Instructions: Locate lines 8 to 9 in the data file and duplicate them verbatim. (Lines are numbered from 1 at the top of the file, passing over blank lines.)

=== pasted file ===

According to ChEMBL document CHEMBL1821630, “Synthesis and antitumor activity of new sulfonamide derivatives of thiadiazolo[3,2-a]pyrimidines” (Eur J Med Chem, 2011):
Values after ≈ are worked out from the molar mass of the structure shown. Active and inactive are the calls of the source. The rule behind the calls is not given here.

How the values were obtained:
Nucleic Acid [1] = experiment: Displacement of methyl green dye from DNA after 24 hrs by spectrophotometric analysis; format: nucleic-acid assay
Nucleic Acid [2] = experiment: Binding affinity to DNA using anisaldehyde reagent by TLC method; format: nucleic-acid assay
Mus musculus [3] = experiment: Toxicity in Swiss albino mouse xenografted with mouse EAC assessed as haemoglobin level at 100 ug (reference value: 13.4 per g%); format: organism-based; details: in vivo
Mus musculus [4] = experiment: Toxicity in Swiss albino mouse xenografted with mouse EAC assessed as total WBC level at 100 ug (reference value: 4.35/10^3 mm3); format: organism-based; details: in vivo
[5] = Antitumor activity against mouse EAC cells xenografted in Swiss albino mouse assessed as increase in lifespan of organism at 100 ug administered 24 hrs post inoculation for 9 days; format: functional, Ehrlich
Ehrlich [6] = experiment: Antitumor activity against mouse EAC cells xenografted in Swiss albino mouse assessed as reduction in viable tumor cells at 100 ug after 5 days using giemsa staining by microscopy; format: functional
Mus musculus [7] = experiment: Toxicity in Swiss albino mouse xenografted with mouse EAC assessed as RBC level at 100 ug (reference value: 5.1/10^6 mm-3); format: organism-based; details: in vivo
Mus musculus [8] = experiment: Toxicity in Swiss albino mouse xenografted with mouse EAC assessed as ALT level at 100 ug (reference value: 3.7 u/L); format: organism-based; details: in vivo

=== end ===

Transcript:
[5] = Antitumor activity against mouse EAC cells xenografted in Swiss albino mouse assessed as increase in lifespan of organism at 100 ug administered 24 hrs post inoculation for 9 days; format: functional, Ehrlich
Ehrlich [6] = experiment: Antitumor activity against mouse EAC cells xenografted in Swiss albino mouse assessed as reduction in viable tumor cells at 100 ug after 5 days using giemsa staining by microscopy; format: functional